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Norwegian royal properties will be secured against terror for £55 million

Several Norwegian royal properties will be secured against terror for £55 million in the next years, and the building of the security-facilities will soon begin.

The project has met criticism, as it has taken too long to put in place. But now it happens seven years after the worst terrorist attack on Norwegian soil in peacetime; the royal properties will finally be secured.

The Norwegian government has granted 140 million Norwegian crowns over the state budget for this year to implement safeguard measures in the royal properties, and now the work on the first properties starts, this was first reported by the Norwegian newspaper Aftenposten. The project has a total budget of NOK 592 million, approximately £55 million, over the next four years.

Such the situation is today, the palace in Oslo is poorly secured. The building is guarded by armed soldiers all day from His Majesty the King’s guard, but there are no obstacles for cars to arrive at the palace. Parts of the castle park are fenced, but about 2/3 of the park is easily accessible by car. The man was mentally ill and was quickly arrested by the king’s soldiers. There were no explosives in the car, but this meant that the area around the palace was blocked for several hours.

Soldiers from His Majesty The King’s Guard guard the palace 24 hours a day. Photo: Oskar Aanmoen.

During major events such as royal birthdays and national parades, there have therefore had to be installed temporary terror-fences around the castle and the central places you can enter the castle park by car. There has never been a threatening situation during such significant events where members of the royal family have been present.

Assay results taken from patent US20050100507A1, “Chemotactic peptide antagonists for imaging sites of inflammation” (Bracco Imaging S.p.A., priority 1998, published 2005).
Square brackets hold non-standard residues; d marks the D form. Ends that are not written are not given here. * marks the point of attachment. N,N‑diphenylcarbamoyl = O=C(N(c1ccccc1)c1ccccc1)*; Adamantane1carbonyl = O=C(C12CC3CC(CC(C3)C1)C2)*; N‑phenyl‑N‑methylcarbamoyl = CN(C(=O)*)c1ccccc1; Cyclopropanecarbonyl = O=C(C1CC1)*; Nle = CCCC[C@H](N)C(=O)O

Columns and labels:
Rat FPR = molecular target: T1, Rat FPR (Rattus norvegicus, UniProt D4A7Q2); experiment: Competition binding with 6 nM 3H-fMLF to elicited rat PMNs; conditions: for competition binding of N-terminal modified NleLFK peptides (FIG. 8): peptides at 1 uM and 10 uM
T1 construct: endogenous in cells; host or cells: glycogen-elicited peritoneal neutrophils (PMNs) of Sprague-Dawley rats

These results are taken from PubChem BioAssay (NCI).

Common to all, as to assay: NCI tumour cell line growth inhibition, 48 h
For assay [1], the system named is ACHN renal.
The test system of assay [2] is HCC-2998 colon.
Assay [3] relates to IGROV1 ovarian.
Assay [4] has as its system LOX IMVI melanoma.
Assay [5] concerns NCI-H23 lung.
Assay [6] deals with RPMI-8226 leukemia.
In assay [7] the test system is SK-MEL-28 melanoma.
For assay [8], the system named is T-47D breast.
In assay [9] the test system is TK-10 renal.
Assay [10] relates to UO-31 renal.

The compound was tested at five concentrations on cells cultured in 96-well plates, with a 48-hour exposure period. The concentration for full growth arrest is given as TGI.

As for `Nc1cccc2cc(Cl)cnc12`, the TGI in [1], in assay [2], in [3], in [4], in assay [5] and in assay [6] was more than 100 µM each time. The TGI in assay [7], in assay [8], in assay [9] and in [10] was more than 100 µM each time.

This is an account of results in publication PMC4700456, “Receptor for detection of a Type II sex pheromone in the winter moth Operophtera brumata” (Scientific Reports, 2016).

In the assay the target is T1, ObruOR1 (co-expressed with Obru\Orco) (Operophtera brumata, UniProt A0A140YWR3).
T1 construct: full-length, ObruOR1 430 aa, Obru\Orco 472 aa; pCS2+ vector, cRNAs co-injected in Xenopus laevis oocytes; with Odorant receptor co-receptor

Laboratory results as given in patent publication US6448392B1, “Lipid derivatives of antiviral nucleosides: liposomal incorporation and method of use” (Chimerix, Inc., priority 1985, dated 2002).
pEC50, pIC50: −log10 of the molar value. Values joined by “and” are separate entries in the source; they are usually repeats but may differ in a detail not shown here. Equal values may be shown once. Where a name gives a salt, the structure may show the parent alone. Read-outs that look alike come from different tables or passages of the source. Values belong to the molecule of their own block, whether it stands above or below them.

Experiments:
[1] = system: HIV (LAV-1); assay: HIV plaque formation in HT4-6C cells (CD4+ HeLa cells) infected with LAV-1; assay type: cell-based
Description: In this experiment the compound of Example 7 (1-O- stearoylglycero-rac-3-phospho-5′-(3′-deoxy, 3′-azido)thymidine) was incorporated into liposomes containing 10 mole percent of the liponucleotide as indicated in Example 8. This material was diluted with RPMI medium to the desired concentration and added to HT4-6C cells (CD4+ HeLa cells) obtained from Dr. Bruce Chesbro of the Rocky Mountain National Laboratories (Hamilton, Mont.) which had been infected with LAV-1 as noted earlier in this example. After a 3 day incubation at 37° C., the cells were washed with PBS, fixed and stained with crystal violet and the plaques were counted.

It is the Royal Palace in Oslo that costs the most to protect. Around the entire royal palace, a short iron fence will be placed. In some places, walls and larger fences will also be built. The low iron fence will be permanent, but in some places, it will be possible to raise and lower them. The purpose is to ensure better control of who enters the property by car.

“It is important to point out that the Castle Park will still be open and accessible for everybody. We definitely do not want to shut people out, on the contrary. We want to invite people, “says Lars Ivar Frøystad, Security Manager at the Royal Palace to Aftenposten. The goal is to complete the security measures in 2021.

About author

Senior Europe Correspondent Oskar Aanmoen has a master in military and political history of the Nordic countries. He has written five books on historical subjects and more than 700 articles for Royal Central. He has also interview both Serbian and Norwegian royals. Aanmoen is based in Oslo, Norway.